Judicial Retirement Age Should Remain 70

Judicial Retirement Age Should Remain 70 — A question to amend the Pennsylvania constitution and raise the mandatory retirement ages for judges from 70 to 75 is on today’s (Nov. 8) ballot.

Vote no.

We detailed the petty political history behind that question back in September. Feel free to read it if you should need the background.

Judicial Retirement Age Should Remain 70

Pointless Pettiness Is Bad Politics

Pointless pettiness is bad politics.

The Pennsylvania Constitution mandates that judges retire at age 70. Some thought that was too early and wanted to make it age 75. The amendment process requires one of the legislative chambers — both of which have been under Republican control since 2011 — to write the amendment. It is then advertised in at least two newspapers in every county at least three months before the next general election. It then must be passed again via simple majority by both chambers in the next session. The wording is then placed on a ballot as a referendum giving the general public final say.

The chambers approved this:  Shall the Pennsylvania Constitution be amended to require that justices of the Supreme Court, judges and justices of the peace (known as magisterial district judges) be retired on the last day of the calendar year in which they attain the age of 75 years, instead of the current requirement that they be retired on the last day of the calendar year in which they attain the age of 70?

The referendum was scheduled for the April 26 primary and the mandated advertising — costing the public $1.3 million  — was performed.

Pointless Pettiness Is Bad PoliticsThe Senate leadership had second thoughts, however. Cynics are saying they feared the public might vote it down which would have forced the removal of Chief Justice Thomas Saylor, a Republican, giving the Democrats control of the state Supreme Court.

So they filed a legal challenge claiming the words were too confusing. The state Supreme Court laughed and threw it out.

The legislature then passed resolutions, April 6 and April 11 invalidating  the election two weeks away. They  re-wrote the amendment for the Nov. 8 general election as:  Shall the Pennsylvania Constitution be amended to require that justices, judges and justices of the peace be retired on the last day of the calendar year in which they attain the age of 75 years.

Democrats  filed a legal challenge saying the delay was unconstitutional because the legislation was not presented to Gov. Wolf as required. Commonwealth Court rejected the argument.

They filed another challenge saying the delay illegal because it was political in nature. Commonwealth Court rejected this claim on July 6.

A challenged was filed on July 21 by former Supreme Court justices Ronald Castille and Stephen Zappala Sr, and Philadelphia attorney Richard Sprague saying the new wording was deceitful.

Supreme Court took the case and voted 3-3 which left the wording as the short version. Saylor appropriately recused himself.

Yesterday, Sept. 16, the court ruled 4-2 that the case can’t be reconsidered, hence the short version without the mention of an existing mandated retirement age is what the voters will see.

The Court got it right with the last argument. It isn’t their job to determine the wording of amendments. On the other hand, it is judiciary’s job to judge process and if constitutional amendments require legislative votes in consecutive sessions with advertising in between, then one wonders how changes in the wording can be made at the last minute.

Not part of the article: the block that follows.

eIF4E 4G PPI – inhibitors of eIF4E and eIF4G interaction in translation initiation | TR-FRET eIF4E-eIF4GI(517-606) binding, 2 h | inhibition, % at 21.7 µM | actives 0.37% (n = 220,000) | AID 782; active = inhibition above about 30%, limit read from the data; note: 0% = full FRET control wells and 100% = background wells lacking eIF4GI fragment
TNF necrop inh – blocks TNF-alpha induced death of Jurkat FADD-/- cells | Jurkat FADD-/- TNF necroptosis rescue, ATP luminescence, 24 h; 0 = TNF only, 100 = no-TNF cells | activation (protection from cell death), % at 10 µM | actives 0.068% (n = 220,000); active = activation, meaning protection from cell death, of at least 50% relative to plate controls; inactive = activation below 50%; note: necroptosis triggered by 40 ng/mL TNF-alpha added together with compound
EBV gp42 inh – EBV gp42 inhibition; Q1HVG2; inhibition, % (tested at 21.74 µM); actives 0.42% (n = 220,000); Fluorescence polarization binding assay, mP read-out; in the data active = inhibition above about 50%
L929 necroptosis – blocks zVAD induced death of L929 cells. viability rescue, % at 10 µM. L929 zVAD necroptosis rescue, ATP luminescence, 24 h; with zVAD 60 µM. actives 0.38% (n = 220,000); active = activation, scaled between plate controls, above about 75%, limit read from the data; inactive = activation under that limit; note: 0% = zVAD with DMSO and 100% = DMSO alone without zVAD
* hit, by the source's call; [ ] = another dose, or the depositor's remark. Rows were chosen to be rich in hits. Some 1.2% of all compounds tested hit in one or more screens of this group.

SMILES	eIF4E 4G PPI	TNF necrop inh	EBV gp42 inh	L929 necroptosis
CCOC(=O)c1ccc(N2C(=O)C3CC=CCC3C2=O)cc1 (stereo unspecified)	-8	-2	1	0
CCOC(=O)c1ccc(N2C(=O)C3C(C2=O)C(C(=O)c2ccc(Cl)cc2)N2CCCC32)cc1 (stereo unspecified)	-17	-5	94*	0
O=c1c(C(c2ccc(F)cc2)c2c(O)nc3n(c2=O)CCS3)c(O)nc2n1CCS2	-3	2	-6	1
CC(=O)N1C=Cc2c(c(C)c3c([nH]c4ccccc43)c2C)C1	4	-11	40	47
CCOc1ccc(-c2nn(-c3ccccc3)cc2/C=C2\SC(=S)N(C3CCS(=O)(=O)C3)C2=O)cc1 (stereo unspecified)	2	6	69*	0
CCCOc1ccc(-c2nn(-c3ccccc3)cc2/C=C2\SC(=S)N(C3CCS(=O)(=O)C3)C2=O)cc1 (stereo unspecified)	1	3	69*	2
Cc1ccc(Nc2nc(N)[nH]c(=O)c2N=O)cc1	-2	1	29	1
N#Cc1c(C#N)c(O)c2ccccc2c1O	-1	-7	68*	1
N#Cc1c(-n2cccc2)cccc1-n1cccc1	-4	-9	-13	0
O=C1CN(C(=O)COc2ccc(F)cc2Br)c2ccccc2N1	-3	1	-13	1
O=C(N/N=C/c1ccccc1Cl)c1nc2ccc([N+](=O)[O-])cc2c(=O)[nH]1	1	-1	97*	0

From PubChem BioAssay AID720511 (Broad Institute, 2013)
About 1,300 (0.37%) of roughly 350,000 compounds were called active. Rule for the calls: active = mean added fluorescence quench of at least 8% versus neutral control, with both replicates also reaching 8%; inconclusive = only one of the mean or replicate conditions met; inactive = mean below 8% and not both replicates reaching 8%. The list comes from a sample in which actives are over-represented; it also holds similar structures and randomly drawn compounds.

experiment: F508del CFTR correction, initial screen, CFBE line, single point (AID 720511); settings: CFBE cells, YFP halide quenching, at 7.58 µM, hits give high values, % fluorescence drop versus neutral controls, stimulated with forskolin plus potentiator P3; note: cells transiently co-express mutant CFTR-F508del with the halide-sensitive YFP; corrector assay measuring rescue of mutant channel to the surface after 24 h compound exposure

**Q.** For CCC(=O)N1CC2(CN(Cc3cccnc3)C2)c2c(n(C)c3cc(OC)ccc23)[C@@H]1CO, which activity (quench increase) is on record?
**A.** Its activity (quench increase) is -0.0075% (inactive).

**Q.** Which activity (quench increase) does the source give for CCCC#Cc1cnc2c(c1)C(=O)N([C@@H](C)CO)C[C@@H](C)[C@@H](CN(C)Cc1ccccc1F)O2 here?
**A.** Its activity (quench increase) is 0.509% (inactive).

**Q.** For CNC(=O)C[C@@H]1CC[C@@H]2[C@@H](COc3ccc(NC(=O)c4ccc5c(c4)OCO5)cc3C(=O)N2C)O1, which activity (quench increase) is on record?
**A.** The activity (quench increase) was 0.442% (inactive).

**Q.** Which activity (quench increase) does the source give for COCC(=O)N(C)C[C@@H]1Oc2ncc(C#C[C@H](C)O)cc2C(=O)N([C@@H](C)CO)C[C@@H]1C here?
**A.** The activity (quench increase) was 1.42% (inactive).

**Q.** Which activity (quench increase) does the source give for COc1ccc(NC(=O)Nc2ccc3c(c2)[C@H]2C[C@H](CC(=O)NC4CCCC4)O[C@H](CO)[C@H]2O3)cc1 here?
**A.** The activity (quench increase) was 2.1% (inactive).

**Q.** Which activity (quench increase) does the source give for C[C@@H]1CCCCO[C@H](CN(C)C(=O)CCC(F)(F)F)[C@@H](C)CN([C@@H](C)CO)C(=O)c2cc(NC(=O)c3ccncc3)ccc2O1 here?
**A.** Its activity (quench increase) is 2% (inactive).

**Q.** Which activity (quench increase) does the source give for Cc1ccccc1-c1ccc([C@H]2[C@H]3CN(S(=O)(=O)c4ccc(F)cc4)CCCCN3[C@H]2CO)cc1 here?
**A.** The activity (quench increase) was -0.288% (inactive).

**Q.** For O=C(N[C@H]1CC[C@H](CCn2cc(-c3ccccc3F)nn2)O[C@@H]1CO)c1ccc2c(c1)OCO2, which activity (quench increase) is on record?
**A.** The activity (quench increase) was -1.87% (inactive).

And what’s it say about our solons if they can’t get it right in the first place?

The word changes are pointless gamesmanship and political pettiness at the highest level. This stuff always backfires especially when one learns it has wasted $1.3 million of our money.

And, for what it’s worth, the retirement age should not be increased. Vote this amendment down on Nov. 8.

Pointless Pettiness Is Bad Politics






Kathleen Kane And Media Failure

Kathleen Kane And Media FailureKathleen Kane And Media Failure — Kathleen Kane is an historic figure. She is the first woman and the first Democrat to be elected Pennsylvania’s attorney general. She is also the first Pennsylvania attorney general to have her law license suspended.

Truly a unique legacy.

The law license suspension came after she was charged with multiple counts of obstructing administration of law  and official oppression, along with perjury and false swearing relating to leaks from the grand jury investigation  the Jerry Sandusky child abuse matter.  She had been implying that then Gov. Tom Corbett had handled it inappropriately, something for which Corbett has since been conclusively exonerated it should be noted.

Leaking grand jury information is a big no-no in our judicial system and rightfully so, but it’s not as though that was the only questionable thing she did in her short career as the person responsible for enforcing Pennsylvania’s laws. She refused to refused to defend Pennsylvania’s gay-marriage prohibition in court declaring it unconstitutional — a declaration that was not in her purview to make — and shut down a corruption investigation into Philadelphia politicians which was subsequently re-opened by Philadelphia District Attorney Seth Williams who managed to obtain several guilty pleas.

With all this grief falling on her head, our princess fought back. She said it was all a conspiracy by powerful men who spent their days sending pornography and racist jokes to each other via email. Quick quiz: did any of you gentle readers ever send or receive something a tad inappropriate via email? Of course not. However, it now appears that Ms. Kane certainly received them herself and her twin sister, Ellen Granahan, who heads her child predator unit, not only got them but passed them on.

So what was this woman thinking when she made her counter-charges and  hurt the lives of others who were just trying to do their jobs? How can a person of such character end up with such a powerful and important job?

Well, she was sort of pretty and that’s not to be discounted, but so is Sarah Palin.

The real reason is that Ms. Kane’s claims and character were never questioned by the media gate-keepers who we trust to do such things. Maybe they were afraid of being called sexist. Maybe they actually supported her philosophy that traditions are foolish and government is the greater good. Maybe both. Regardless, they  took her at her word when she said that she cared, and would look out for children and the little guy, and fight corruption.